Next page: The Apple Matterhorn
"Apple isn't doing as well as their marketing would have you believe"
Well, far from me defending a company, any company, let alone Apple. All I have ever bought from them is my first gen 4GB iPod nano (I like it), which I plan to retire when (if) I get a Touch. But I dislike Apples dictatorial style and all that.
That said, the article did not present marketing. Or at least not just. As far as I could see, the article presented some charts with not too shabby numbers on them. I wish I had a company doing that badly. Or are you implying those numbers are fake (marketing)? Call the SEC or whatever, then?
@AC "That old trope again.."
Well, but they do not listen with their senses+reasoning, they listen with their emotions... There's serious research about this, "the taste of brand", you know. And they have no clue what you are talking about anyway. Your reasoning is thus wasted on those you're trying to reach, really.
"Software for windows platforms tend to be developed with easy ram upgrades considered more favourable than efficient code. Maybe with Macs there's more of an attitude to make it work on the kit that came out of the box"
I don't think it's a case of Apple trying harder to make software work on old hardware. They are primarily a hardware company. If anything making people upgrade more often would be good for their business.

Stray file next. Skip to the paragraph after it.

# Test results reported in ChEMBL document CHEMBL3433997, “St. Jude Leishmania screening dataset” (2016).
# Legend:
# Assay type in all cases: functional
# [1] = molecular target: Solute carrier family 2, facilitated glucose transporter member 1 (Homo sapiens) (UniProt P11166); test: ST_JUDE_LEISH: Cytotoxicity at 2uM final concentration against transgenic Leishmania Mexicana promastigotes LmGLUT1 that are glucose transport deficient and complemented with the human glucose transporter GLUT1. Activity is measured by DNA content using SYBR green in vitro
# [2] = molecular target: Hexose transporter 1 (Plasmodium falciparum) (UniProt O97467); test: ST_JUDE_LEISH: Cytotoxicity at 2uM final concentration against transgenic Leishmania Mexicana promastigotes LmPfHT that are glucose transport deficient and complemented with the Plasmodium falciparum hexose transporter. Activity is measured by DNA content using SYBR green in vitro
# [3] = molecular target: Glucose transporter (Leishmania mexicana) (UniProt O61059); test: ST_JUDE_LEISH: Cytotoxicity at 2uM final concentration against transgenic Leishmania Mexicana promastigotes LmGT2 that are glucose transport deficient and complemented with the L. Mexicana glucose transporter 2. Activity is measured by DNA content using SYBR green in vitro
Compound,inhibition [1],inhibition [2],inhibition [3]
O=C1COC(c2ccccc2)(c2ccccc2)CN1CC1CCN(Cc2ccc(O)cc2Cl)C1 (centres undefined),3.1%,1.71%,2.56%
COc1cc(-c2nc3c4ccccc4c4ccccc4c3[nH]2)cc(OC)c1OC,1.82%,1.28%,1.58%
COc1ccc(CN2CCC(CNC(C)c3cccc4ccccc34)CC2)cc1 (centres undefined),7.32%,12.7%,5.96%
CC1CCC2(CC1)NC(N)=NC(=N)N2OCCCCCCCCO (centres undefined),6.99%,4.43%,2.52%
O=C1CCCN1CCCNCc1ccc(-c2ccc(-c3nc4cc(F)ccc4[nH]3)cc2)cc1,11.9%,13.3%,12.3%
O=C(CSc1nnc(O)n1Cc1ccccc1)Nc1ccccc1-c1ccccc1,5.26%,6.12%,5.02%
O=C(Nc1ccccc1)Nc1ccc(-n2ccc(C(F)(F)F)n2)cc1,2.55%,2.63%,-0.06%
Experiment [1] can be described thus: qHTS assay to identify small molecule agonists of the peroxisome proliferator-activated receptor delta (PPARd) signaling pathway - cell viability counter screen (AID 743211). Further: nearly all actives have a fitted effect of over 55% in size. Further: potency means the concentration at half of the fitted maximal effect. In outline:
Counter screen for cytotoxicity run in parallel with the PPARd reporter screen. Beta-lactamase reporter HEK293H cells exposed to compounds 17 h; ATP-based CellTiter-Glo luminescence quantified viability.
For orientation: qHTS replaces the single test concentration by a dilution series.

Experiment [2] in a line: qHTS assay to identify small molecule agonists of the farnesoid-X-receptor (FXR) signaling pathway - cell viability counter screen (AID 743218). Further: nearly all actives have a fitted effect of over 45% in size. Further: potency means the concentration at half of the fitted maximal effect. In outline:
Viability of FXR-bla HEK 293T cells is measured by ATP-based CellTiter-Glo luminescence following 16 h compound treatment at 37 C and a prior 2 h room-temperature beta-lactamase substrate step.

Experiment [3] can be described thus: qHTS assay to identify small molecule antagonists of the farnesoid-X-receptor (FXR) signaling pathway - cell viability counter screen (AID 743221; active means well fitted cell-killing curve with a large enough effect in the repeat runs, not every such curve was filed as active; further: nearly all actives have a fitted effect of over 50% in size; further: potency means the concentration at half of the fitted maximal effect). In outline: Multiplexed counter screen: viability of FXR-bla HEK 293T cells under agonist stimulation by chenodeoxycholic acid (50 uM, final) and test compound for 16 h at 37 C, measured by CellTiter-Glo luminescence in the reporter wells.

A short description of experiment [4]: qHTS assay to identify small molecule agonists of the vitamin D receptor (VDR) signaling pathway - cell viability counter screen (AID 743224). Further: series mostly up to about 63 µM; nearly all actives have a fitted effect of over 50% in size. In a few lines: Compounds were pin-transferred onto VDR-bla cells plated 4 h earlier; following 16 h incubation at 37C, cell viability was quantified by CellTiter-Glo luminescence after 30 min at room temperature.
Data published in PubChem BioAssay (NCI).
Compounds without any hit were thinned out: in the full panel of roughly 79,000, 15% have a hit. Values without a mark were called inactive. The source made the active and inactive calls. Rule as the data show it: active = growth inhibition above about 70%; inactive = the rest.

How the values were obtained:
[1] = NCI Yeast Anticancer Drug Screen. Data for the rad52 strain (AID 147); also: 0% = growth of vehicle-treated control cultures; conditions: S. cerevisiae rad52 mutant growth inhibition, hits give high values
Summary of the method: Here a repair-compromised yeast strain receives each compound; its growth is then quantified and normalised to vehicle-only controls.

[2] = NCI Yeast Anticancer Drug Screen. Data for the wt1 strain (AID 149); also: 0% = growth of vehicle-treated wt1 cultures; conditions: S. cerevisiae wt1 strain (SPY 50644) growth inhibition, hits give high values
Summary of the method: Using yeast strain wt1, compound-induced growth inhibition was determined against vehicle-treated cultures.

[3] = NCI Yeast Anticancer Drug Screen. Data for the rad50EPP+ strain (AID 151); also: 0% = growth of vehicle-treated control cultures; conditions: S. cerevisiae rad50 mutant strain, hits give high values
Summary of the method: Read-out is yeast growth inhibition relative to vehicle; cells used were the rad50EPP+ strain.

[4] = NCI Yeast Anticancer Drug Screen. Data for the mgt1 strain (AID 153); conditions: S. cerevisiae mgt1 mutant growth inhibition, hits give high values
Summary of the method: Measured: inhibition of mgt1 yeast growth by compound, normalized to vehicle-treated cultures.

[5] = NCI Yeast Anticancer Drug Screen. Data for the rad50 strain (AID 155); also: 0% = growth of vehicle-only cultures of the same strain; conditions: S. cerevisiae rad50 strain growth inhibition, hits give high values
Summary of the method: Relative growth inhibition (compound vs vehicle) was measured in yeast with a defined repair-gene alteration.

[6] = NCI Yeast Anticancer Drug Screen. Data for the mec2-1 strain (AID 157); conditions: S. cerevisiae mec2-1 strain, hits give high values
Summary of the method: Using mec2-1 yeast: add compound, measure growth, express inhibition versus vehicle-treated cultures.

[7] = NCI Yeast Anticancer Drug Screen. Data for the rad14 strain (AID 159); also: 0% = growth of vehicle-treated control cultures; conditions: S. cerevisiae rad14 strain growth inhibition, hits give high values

Like OS X, Linux runs on old hardware. I think that's because it's well programmed.
Microsoft has always written bloated software. For example, compare the number of system calls made to serve up one static html on IIS:
and the same thing done by Apache:
Also consider that many applications run faster under Wine than they do in Windows, and that Samba has historically given better performance serving files than native Windows.
Åpple uses Carbon and Cocoa to build OS X . How many platforms and languages does Microsoft use? The more complicated you make things the more likely there are to be failures, and the more "workarounds" that have to be added to address faults.
One other big factor, I think, is Microsoft's staff retention. MS keeps their staff employed even when they are rubbish programmers or have barely any work to do. I've heard first hand from developers sent to coding conferences who log in at the conference, go shopping all day, then log out at the end.
This is an enlightening read:
Apple properly sliced & diced!
I have used Macs professionally since, well, 1984, and I have survived years of both Apple/Mac zealotry and repeated premature announcements of Apple's imminent demise. Very few biz-tech writers have correctly dissected Apple Computer's inner chronology (and reasons for its recent market success) as well as does this author. The article even has lovely Excel charts! :-)
Surely your post must qualify for flame of the week. It's really well constructed and based on astute observation and reasoned argument.
FYI. Top Gear isn't on 'till Sunday. I'm going to watch QI now - it's all about being mendacious.
Yep, smug, mendacious know-nothing kneejerk crApple fanboi. People like you make it hard to tell when the Jobs Mob release anything good or anyone else anything bad, as your witless, smug polarised and simplistic view of the world simply precludes informed debate. Now go iron your cardigan, I think Top Gear's on soon.